How The Chehalis Tribe Made Their Distillery Legal : The Indicator from Planet Money The Chehalis Tribe had a plan to create jobs and revenue. The only problem? A racist law from 1834.

Fighting A Racist 184-Year-Old Law

Fighting A Racist 184-Year-Old Law

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The Talking Cedar
Photo of Cask Club Bottling by The Talking Cedar
The Talking Cedar

Harry Pickernell is the Chairman of the Chehalis Tribe in Washington state. When Harry was growing up, there weren't that many jobs near the Chehalis Reservation. And since the mid-1990s the tribe's revenue has been pretty dependent on one casino.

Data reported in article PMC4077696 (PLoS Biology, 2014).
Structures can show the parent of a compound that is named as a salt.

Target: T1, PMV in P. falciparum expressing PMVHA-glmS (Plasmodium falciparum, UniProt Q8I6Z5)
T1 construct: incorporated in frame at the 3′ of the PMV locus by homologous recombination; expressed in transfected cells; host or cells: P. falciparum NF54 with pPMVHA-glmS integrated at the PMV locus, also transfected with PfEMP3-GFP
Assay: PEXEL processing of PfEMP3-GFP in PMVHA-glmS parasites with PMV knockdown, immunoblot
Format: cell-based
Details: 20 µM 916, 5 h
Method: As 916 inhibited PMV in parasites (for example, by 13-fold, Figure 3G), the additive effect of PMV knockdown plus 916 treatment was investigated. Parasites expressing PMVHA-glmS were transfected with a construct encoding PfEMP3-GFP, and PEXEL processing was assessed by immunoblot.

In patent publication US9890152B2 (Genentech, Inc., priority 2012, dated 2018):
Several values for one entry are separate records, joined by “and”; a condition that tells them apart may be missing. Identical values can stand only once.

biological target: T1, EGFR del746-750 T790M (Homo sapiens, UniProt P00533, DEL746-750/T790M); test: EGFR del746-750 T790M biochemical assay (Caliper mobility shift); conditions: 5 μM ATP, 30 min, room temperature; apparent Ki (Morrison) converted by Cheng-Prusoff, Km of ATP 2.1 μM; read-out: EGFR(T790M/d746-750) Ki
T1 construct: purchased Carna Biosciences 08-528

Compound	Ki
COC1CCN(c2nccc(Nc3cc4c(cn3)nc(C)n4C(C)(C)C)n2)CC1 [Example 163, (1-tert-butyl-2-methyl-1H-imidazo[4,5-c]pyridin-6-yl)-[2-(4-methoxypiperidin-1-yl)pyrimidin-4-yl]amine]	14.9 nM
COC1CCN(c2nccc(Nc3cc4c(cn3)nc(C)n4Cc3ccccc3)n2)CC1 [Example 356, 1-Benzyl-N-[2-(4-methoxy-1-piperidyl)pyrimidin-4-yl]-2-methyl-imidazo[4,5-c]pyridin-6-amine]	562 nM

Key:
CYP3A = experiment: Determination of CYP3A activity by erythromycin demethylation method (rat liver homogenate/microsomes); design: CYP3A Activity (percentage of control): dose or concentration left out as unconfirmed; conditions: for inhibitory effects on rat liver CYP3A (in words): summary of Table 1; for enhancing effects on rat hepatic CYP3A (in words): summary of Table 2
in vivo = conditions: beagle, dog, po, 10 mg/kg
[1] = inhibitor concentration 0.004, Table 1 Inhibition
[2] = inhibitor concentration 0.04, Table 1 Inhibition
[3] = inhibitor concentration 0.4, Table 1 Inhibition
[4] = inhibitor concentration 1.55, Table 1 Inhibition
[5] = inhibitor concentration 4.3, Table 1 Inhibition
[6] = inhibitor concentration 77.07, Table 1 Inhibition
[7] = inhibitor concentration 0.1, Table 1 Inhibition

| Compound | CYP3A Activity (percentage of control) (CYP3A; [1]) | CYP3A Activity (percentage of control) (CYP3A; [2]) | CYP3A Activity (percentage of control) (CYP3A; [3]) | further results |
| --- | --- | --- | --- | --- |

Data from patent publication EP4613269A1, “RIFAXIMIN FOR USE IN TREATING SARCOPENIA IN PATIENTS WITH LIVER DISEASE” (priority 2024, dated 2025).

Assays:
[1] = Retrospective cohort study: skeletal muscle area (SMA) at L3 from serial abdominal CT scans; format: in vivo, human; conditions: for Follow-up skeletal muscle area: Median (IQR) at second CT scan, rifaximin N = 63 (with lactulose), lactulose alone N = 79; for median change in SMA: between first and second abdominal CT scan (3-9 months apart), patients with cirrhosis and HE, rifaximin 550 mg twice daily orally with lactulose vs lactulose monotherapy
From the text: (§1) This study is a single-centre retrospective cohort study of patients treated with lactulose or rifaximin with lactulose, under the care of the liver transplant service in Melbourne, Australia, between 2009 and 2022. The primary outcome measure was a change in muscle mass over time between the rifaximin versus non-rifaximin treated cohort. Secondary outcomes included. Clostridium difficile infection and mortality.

So a few years ago, Harry's tribe was looking to diversify, and they had an idea: Why not a distillery? Craft vodka and whisky was starting to blossom, and they wanted to catch the boutique distillery wave.

They partnered with an expert distiller. They had blueprints all drawn up, and a site was chosen, ready for construction. But then the Chehalis Tribe's attorney came rushing over with disastrous news: An old law from 1834 says that any distillery built on tribal land can be seized and destroyed by the federal government.

On The Indicator from Planet Money: How a tribe's economic prosperity was threatened by a racist law, and how that tribe fought back.

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